Microsoft is finding out that it doesn't always pay to play nasty with large government customers: NHS procurement bosses are telling authorities and bodies to hold firm against a wave of licensing compliance threats. As exclusively revealed by The Channel last week, Microsoft wrote to all 160 healthcare bodies across England in …
Dyke said "...will allow us to work together with Microsoft to deliver best value to the NHS".
The only way that will work is if the NHS persuades MS to help it migrate to Linux or another FOSS O/S, and that ain't going to happen.
So keep spending chaps, it's not your money you are wasting anyway!
If the French police can do it so can the NHS
Re: OK - "If the French police can do it so can the NHS"
Ah! Methinks you underestimate the abilities of the Gallic Fuzz and/or overrate the abilities of our third world
hell health service.
@rm -rf / - Re: OK
No, because NHS must grow a pair of balls before they can do that.
It's the same in this part of the world where I currently live. Provincial government is cutting spends left and right but they've just sent the usual long line of trucks filled with tax payers money to Microsoft, it's the only sector where no spending cuts are being considered.
...and moving everything off the Windows environment to Linux would work out to be the cheapest option? Just trying to work out how much the PM costs for the proposal would have you whining about another stupid amount of money being wasted by another failed I.T project. Get back in your ivory tower and close the curtains.
"and moving everything off the Windows environment to Linux would work out to be the cheapest option"
It seems very unlikely - almost everything the NHS does is based around applications that run on Microsoft OSs They are also well down the road of ditching a stack of legacy UNIX based solutions - I'm sure it doesnt make sense to open a new Zoo...
The best way to prevent being held to ransom is to move away from M$' effective monopoly.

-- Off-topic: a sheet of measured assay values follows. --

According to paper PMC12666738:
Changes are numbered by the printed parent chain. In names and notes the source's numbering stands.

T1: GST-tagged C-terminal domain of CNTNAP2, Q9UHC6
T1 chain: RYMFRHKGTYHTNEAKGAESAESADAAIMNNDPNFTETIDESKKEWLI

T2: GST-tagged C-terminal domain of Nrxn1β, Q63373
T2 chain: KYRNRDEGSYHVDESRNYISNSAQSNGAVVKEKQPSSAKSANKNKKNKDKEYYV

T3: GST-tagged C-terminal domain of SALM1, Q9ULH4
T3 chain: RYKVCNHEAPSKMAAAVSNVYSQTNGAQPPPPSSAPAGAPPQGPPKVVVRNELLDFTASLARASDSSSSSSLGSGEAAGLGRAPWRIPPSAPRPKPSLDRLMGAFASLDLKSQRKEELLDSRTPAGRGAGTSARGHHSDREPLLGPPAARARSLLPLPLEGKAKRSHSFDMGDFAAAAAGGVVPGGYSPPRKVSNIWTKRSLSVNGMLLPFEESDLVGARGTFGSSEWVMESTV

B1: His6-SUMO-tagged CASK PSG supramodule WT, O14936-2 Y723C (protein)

The cost of porting over to FOSS would be made back from not paying M$.
Can anyone say if the NHS has even considered using Linux?
Sorry but your post highlights your lack of knowledge about the NHS. Many of the products used within the NHS are niche, designed for a specific purpose and crucial to saving lives. I am not saying that the NHS does not use standard Microsoft products since they do but, Sourceforge and the general FOSS community do not produce applications that can be used to manage the millions of x-ray images that are generated every year, nor do they supply the pharmacetical patient records that are required to ensure people don't get the wrong medication. The cost of replacing these applications with FOSS based products would not only wide out any licence savings in respect of MS products but would also take some considerable time to produce. In the meantime people would die.
People who see the move to FOSS as the cure all for technology woes and Microsoft dominance do so through their own rose tinted glasses. The problem is that when you get down to it any migration of the Microsoft product set is beset by difficulties and additional costs to the organisation going that route.
An example from my own experience can be found in moving to Open Office since that product was unable to deal with tracking changes to the documents I authored which meant undertaking reviews was slow and complex when compared to the simple (if flawed) Microsoft track changes functionality.
Negociating a good price for specialized software from Microsoft or any other source is one thing but the perennial 'Win n+1' and 'Office n+x' shenannigens do have the smell of a licence to print money. Nothing a tough negociator with the clout of the NHS couldn't handle of course, (aided and abetted by the combined purchasing depts of the gummint one would hope).